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Reviews

Sweeney Todd: The Demon Barber of Fleet Street | Regional News

Sweeney Todd: The Demon Barber of Fleet Street

Presented by: WITCH Music Theatre

Directed by: Ben Emerson

Te Auaha, 30th Jun 2021

Reviewed by: Madelaine Empson

With music and lyrics by Stephen Sondheim and book by Hugh Wheeler, many of us have attended the tale of Sweeney Todd. The musical follows the titular barber (Chris Crowe), who lost his wife and daughter Johanna (Olivia Stewart) to a great injustice at the hands of Judge Turpin (Thomas Barker) and Beadle Bamford (Jthan Morgan) some 15 years ago. Finally released from his internment, Sweeney returns to the “hole in the world like a great black pit” that is London hell-bent on vengeance. Here, he sets up shop with pie maker Mrs. Lovett (Vanessa Stacey) and earns his appellation as The Demon Barber of Fleet Street.

It’s fascinating to see a large-scale musical with mammoth production values in an intimate space like Te Auaha. Seated in the very front row, my friend and I are at eye-level with action befitting a grand stage. This is deliciously overwhelming, especially in the ensemble numbers, made magnificent, dizzying by choreographer Greta Casey-Solly and honed to vocal perfection by music director Mark W Dorrell.

Giving us some welcome breathing room, some of the goriest scenes are set further back behind plastic strip curtains reminiscent of a slaughterhouse. Joshua Tucker’s inspired design screams of rank despair… God I love it.   

Both lead actors inhabit their roles in this dark, dank world entirely, Crowe with his thousand-yard stare, Stacey with her wicked spark. Together they are twisted, tormented dynamite. Sending shockwaves down my spine is Crowe’s Epiphany, with his world-class vocals heightened by Stacey’s journey from shock to terror to resignation, all in the shadows.

The blinding talent of the cast comes to the fore in Frankie Leota’s stunning vocal performance as The Beggar Woman; Zane Berghuis’ lovely legato lines in Johanna as Anthony; Stewart’s confident soprano; Ben Paterson’s hilarious turn as Pirelli; Jared Pallesen’s aching Not While I’m Around as Tobias; Barker’s suitably disgusting Johanna (Mea Culpa); and Morgan’s every greasy move. 

Bravo to director Ben Emerson and WITCH Music Theatre. Beyond outstanding.

Te Wheke | Regional News

Te Wheke

Presented by: Atamira Dance Company

Te Whaea: National Dance & Drama Centre, 17th Jun 2021

Reviewed by: Leah Maclean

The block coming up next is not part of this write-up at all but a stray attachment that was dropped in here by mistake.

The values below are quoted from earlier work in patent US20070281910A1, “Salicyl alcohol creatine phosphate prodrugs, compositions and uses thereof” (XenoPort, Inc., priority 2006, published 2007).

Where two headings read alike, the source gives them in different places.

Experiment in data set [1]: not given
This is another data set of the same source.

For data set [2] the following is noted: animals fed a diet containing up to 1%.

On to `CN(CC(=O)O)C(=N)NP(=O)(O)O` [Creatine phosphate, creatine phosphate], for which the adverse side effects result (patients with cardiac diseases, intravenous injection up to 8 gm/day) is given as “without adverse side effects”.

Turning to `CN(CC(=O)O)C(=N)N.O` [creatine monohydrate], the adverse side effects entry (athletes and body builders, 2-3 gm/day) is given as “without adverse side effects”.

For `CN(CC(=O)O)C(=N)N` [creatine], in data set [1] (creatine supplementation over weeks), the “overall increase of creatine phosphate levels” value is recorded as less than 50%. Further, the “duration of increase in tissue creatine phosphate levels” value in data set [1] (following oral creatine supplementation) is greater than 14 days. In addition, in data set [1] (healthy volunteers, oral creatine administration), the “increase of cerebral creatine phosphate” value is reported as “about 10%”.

Sometimes, as a reviewer, you will attend a performance and wonder how on earth you are going to condense what you just saw into 350 words. Atamira Dance Company’s Te Wheke is one such performance.

Celebrating 21 years of creating significant Māori contemporary dance, Te Wheke is both a tasteful homage to Atamira artists gone by and a look into the company’s journey ahead; the fact that this piece was three years in the making does not go unnoticed.  

The title of the work refers to the octopus and the eight extraordinary dancers and eight choreographers symbolise the eight tentacles of the sea-dwelling creature. Over the course of the evening each dancer is given the opportunity to perform a representation of each tentacle and no two pieces are the same.

The show opens with a dreamy waltz between Sean McDonald and Emma Cosgrave, where the chemistry is simply breathtaking. It then quickly slips into an evocative frenzy of demonic proportions. Accompanied by a backdrop of archival footage and artistic projection, and a cleverly layered soundscape, Te Wheke proves to be a total sensory trip.   

The work weaves together elements of traditional Māori movement and contemporary dance in a way that challenges the dancers and highlights their individual dexterities. Cory-Toalei Roycroft moves as though her body is liquid and her being is on another plane, while Oli Mathiesen shows off his remarkable precision in a solo accompanied by the music of Alien Weaponry. The dancers hold their own in their respective pieces, but their power really comes through in the group sequences where they beautifully synchronise and meld into one essence.

Te Wheke is an excellent exploration of mātauranga Māori and our relationship with the physical and the metaphysical. It delves deeply into the human experience and draws up feelings of unity and identity. There are moments that make you shudder and moments that have you on the edge of your seat. I would see this work again in a heartbeat.

In the Heights | Regional News

In the Heights

(PG)

143 Mins

(1 ½ out of 5)

Reviewed by: Sam Hollis

While it’s invigorating to see Latino culture embraced in a big-budget movie musical, this is about the only aspect of In the Heights that feels fresh. Predictable from frame one, musically and emotionally repetitive, and visually sporadic, this one should have stayed on the stage.